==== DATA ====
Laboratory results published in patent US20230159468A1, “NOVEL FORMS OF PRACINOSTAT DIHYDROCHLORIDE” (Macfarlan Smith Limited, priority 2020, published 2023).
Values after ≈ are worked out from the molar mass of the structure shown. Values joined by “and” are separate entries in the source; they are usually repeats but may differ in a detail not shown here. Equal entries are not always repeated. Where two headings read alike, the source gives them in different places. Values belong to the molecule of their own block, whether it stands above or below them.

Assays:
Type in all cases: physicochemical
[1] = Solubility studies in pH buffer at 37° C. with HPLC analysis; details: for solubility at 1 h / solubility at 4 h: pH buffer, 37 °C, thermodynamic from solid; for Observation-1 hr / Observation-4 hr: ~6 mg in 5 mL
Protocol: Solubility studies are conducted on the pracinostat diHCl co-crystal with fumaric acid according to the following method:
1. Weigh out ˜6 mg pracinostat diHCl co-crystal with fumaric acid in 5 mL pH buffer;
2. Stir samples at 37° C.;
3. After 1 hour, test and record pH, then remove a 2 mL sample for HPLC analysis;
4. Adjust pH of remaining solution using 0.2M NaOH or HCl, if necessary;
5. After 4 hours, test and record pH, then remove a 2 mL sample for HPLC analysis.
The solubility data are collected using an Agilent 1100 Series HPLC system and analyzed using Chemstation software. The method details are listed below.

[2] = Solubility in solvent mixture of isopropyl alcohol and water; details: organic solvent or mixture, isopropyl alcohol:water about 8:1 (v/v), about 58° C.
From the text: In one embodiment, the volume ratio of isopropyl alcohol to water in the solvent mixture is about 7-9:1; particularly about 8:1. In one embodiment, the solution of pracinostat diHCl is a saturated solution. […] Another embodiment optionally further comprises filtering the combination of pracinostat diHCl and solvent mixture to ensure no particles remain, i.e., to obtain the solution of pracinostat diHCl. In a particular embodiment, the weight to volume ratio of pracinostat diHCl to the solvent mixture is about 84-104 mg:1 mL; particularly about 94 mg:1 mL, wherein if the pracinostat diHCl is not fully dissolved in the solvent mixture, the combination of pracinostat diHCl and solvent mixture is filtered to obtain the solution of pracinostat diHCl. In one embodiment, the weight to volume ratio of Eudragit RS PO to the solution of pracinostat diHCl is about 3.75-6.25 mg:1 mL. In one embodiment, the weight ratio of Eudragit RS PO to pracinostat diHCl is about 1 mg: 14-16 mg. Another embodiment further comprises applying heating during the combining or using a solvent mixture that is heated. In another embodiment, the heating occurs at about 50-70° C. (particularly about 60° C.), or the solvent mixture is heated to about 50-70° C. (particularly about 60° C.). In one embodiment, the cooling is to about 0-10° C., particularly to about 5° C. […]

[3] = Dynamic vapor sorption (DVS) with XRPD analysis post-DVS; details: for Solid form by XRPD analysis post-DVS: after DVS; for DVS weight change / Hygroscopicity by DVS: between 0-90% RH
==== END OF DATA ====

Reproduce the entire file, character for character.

Laboratory results published in patent US20230159468A1, “NOVEL FORMS OF PRACINOSTAT DIHYDROCHLORIDE” (Macfarlan Smith Limited, priority 2020, published 2023).
Values after ≈ are worked out from the molar mass of the structure shown. Values joined by “and” are separate entries in the source; they are usually repeats but may differ in a detail not shown here. Equal entries are not always repeated. Where two headings read alike, the source gives them in different places. Values belong to the molecule of their own block, whether it stands above or below them.

Assays:
Type in all cases: physicochemical
[1] = Solubility studies in pH buffer at 37° C. with HPLC analysis; details: for solubility at 1 h / solubility at 4 h: pH buffer, 37 °C, thermodynamic from solid; for Observation-1 hr / Observation-4 hr: ~6 mg in 5 mL
Protocol: Solubility studies are conducted on the pracinostat diHCl co-crystal with fumaric acid according to the following method:
1. Weigh out ˜6 mg pracinostat diHCl co-crystal with fumaric acid in 5 mL pH buffer;
2. Stir samples at 37° C.;
3. After 1 hour, test and record pH, then remove a 2 mL sample for HPLC analysis;
4. Adjust pH of remaining solution using 0.2M NaOH or HCl, if necessary;
5. After 4 hours, test and record pH, then remove a 2 mL sample for HPLC analysis.
The solubility data are collected using an Agilent 1100 Series HPLC system and analyzed using Chemstation software. The method details are listed below.

[2] = Solubility in solvent mixture of isopropyl alcohol and water; details: organic solvent or mixture, isopropyl alcohol:water about 8:1 (v/v), about 58° C.
From the text: In one embodiment, the volume ratio of isopropyl alcohol to water in the solvent mixture is about 7-9:1; particularly about 8:1. In one embodiment, the solution of pracinostat diHCl is a saturated solution. […] Another embodiment optionally further comprises filtering the combination of pracinostat diHCl and solvent mixture to ensure no particles remain, i.e., to obtain the solution of pracinostat diHCl. In a particular embodiment, the weight to volume ratio of pracinostat diHCl to the solvent mixture is about 84-104 mg:1 mL; particularly about 94 mg:1 mL, wherein if the pracinostat diHCl is not fully dissolved in the solvent mixture, the combination of pracinostat diHCl and solvent mixture is filtered to obtain the solution of pracinostat diHCl. In one embodiment, the weight to volume ratio of Eudragit RS PO to the solution of pracinostat diHCl is about 3.75-6.25 mg:1 mL. In one embodiment, the weight ratio of Eudragit RS PO to pracinostat diHCl is about 1 mg: 14-16 mg. Another embodiment further comprises applying heating during the combining or using a solvent mixture that is heated. In another embodiment, the heating occurs at about 50-70° C. (particularly about 60° C.), or the solvent mixture is heated to about 50-70° C. (particularly about 60° C.). In one embodiment, the cooling is to about 0-10° C., particularly to about 5° C. […]

[3] = Dynamic vapor sorption (DVS) with XRPD analysis post-DVS; details: for Solid form by XRPD analysis post-DVS: after DVS; for DVS weight change / Hygroscopicity by DVS: between 0-90% RH